Shahzad case allegations are one of general nature, say Punjab police
By Intikhab Hanif
LAHORE: The Punjab police have said in a preliminary inquiry report that allegations of murder of journalist Saleem Shahzad against a particular intelligence outfit are of general nature and based on a sequence of events that are perceived to have culminated in his death.
IGP Javed Iqbal submitted the report in the Supreme Court on Monday and the provincial government emailed it to the media on Tuesday.
Mr Shahzad went missing in Islamabad on May 29 and his body was found in Mandi Bahauddin the following day. His car was abandoned on Sarai Alamgir-Mandi Road, about 31km from where his body was dumped.
The report says that friends, colleagues or family members [of the journalist] have provided no information specific enough that may pinpoint suspicion to individual level. “So far the investigation has not yielded any lead that could help narrow down the scope of the investigation and bring into sharp relief any possible suspect(s).”
It says that non-availability of any electronic gadgets in use of the deceased has greatly hindered the investigation. Efforts to access the email account have not been successful.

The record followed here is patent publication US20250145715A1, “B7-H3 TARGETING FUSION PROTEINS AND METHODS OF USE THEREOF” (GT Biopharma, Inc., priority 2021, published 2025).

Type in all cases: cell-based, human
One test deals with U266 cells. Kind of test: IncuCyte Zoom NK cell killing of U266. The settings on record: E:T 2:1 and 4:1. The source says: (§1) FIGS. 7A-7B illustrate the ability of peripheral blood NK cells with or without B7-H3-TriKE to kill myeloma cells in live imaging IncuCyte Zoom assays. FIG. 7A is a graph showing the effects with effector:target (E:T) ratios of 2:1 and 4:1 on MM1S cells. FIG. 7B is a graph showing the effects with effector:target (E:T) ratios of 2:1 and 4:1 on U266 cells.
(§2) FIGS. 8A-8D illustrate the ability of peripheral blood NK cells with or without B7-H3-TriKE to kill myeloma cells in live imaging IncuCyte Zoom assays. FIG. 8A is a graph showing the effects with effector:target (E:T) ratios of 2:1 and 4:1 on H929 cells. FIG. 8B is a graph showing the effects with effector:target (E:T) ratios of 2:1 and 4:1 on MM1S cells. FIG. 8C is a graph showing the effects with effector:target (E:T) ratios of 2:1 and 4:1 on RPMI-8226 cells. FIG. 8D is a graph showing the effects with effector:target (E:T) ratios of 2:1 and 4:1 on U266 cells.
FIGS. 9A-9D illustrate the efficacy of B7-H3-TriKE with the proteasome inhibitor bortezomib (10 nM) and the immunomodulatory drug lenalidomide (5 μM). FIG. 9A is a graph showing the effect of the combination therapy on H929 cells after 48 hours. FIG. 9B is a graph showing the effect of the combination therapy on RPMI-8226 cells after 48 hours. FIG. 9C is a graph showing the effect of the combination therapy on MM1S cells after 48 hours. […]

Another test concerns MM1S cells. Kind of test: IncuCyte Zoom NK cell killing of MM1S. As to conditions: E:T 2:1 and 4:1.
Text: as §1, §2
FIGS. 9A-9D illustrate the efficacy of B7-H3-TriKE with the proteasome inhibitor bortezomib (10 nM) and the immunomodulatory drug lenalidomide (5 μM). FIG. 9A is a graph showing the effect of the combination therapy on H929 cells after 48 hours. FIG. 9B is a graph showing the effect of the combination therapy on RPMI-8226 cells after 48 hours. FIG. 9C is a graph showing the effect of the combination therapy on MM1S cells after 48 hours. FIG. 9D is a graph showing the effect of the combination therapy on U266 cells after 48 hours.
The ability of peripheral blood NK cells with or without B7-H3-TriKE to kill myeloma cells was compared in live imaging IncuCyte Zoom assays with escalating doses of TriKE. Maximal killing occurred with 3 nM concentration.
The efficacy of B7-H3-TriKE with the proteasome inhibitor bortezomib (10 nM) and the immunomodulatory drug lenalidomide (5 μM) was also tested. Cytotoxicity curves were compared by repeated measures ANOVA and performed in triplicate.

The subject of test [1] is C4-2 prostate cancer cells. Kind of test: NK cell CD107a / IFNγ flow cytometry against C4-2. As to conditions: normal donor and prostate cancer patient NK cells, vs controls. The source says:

The call data record (CDR) analysis is an ongoing process. Callers of the telephone numbers provided so far have largely been identified. No specific information could be culled that may provide any lead about the perpetrator.
The IGP said in the report that the investigation was under way and would be finalised purely on merit and in accordance with law.
The report mentions the evidence collected by police and statements of the family members and colleagues of the deceased journalist.
It says Mudassar Hamza Amir, who had lodged the FIR for Mr Shahzad’s disappearance in Islamabad, commented on his (Mr Shahzad’s) sterling character and professionalism. He said many quarters would possibly have been irked with Mr Shahzad who wrote on issues truthfully and bluntly. The war on terror and terrorism was his beat.
He said there was a mention in a news item in daily Dawn on June 1 of an email sent by Mr Shahzad in which he had blamed an intelligence agency for harassment. He said he did not want to implicate anyone without evidence and the investigation agencies might need to explore all possibilities.
Mr Faizaan, an Islamabad-based reporter and a childhood friend of Mr Shahzad, said the deceased had no animosity with anyone. It was, however, possible that while filing his stories he would have rubbed some people the wrong way by being truthful and forthright in his reporting, as was his wont.
He also referred to a news item published in Dawn mentioning the email sent by Mr Shahzad to some people regarding his visit to an intelligence outfit’s office and its ostensible connection with his murder.
Mr Faizaan said the matter needed to be looked into further by the authorities concerned while keeping all possibilities about the perpetrators in mind.